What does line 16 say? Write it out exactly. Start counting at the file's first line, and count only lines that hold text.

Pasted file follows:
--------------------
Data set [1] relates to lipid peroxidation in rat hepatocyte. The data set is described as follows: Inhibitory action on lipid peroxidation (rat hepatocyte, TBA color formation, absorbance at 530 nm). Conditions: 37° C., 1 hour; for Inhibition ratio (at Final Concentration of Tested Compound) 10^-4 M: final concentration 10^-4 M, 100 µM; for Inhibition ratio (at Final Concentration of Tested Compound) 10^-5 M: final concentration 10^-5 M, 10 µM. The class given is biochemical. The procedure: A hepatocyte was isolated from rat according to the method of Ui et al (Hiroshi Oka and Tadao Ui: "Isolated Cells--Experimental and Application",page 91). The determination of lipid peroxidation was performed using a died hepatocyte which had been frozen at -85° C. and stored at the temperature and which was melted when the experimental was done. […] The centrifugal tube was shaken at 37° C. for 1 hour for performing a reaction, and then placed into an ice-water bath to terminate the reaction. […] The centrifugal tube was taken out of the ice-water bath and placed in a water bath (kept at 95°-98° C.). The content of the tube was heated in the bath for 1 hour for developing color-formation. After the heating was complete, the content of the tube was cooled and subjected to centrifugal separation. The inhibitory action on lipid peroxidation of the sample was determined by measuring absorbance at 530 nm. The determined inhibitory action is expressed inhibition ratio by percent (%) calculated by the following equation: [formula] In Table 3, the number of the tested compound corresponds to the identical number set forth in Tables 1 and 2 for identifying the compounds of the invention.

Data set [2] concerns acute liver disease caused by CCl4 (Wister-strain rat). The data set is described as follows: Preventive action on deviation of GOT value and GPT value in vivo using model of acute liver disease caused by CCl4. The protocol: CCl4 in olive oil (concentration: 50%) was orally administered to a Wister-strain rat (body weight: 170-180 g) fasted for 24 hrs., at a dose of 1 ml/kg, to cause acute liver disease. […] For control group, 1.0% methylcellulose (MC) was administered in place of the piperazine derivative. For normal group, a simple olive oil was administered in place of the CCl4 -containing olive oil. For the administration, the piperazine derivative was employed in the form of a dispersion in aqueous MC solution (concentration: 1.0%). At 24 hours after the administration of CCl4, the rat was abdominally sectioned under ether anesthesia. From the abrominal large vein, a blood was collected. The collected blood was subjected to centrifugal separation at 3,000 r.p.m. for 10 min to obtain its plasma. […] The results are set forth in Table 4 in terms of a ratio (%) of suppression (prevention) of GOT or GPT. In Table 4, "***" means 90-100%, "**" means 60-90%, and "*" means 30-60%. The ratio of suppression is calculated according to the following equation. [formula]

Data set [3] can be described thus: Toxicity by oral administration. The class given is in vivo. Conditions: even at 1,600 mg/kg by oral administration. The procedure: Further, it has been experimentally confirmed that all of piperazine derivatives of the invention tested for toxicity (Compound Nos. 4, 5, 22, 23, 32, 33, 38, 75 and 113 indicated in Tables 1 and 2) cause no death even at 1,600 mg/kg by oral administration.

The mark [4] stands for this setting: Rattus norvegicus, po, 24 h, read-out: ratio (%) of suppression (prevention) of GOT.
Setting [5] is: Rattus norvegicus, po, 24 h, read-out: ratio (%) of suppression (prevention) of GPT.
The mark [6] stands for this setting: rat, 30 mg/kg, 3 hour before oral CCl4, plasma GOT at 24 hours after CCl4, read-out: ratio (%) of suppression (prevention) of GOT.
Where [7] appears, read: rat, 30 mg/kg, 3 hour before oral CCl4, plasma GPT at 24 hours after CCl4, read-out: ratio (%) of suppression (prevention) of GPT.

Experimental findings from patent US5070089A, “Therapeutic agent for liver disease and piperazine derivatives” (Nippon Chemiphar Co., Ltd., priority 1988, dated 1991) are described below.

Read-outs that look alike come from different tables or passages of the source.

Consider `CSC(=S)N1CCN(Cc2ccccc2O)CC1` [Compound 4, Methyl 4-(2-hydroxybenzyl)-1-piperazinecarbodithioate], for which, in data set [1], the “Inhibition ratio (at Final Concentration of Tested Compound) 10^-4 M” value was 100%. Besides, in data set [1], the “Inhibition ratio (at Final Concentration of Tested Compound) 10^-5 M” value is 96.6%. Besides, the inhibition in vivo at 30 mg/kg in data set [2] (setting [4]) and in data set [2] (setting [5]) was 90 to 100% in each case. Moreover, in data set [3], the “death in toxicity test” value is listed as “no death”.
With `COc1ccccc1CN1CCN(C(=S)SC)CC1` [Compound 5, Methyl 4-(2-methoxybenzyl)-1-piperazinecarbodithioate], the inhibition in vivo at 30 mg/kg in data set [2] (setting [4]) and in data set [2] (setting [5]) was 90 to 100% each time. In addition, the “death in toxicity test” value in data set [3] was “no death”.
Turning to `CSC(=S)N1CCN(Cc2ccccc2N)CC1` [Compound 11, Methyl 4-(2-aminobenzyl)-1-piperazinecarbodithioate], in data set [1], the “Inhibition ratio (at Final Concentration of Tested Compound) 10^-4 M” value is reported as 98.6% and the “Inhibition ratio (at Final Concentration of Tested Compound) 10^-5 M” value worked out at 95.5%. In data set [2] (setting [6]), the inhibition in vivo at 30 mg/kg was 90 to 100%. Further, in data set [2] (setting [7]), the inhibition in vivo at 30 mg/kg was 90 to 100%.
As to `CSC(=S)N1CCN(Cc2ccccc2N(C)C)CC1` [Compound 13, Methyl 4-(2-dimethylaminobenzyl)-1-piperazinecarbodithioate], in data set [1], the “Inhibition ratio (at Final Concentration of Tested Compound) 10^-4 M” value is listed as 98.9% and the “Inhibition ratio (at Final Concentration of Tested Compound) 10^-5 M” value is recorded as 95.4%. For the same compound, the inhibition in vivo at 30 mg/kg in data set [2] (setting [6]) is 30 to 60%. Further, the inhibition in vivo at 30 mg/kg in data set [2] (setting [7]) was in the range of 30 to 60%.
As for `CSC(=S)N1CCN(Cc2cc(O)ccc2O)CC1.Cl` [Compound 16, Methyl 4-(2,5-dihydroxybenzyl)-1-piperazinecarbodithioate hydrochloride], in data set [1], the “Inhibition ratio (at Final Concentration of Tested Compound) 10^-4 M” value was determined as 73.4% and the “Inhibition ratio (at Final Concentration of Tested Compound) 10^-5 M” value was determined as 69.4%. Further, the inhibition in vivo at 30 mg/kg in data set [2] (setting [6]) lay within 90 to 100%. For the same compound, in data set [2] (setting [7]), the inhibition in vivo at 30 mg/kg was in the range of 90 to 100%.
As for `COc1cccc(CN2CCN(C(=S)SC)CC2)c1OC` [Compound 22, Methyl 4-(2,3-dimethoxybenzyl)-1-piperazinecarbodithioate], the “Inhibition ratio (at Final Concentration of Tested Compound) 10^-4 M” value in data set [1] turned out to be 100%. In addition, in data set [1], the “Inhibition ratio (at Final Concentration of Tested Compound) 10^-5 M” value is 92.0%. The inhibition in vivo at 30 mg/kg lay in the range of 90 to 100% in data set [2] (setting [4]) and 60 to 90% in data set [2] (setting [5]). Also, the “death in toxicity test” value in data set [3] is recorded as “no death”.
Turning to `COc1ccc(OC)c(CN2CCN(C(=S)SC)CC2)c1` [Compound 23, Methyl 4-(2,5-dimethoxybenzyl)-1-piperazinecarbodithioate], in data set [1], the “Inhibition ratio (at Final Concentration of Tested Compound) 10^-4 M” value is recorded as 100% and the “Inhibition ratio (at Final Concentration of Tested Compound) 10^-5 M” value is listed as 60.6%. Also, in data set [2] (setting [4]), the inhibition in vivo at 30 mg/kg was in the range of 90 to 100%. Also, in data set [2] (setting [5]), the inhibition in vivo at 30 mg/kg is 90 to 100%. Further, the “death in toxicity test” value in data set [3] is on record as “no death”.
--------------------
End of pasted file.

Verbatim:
Turning to `COc1ccc(OC)c(CN2CCN(C(=S)SC)CC2)c1` [Compound 23, Methyl 4-(2,5-dimethoxybenzyl)-1-piperazinecarbodithioate], in data set [1], the “Inhibition ratio (at Final Concentration of Tested Compound) 10^-4 M” value is recorded as 100% and the “Inhibition ratio (at Final Concentration of Tested Compound) 10^-5 M” value is listed as 60.6%. Also, in data set [2] (setting [4]), the inhibition in vivo at 30 mg/kg was in the range of 90 to 100%. Also, in data set [2] (setting [5]), the inhibition in vivo at 30 mg/kg is 90 to 100%. Further, the “death in toxicity test” value in data set [3] is on record as “no death”.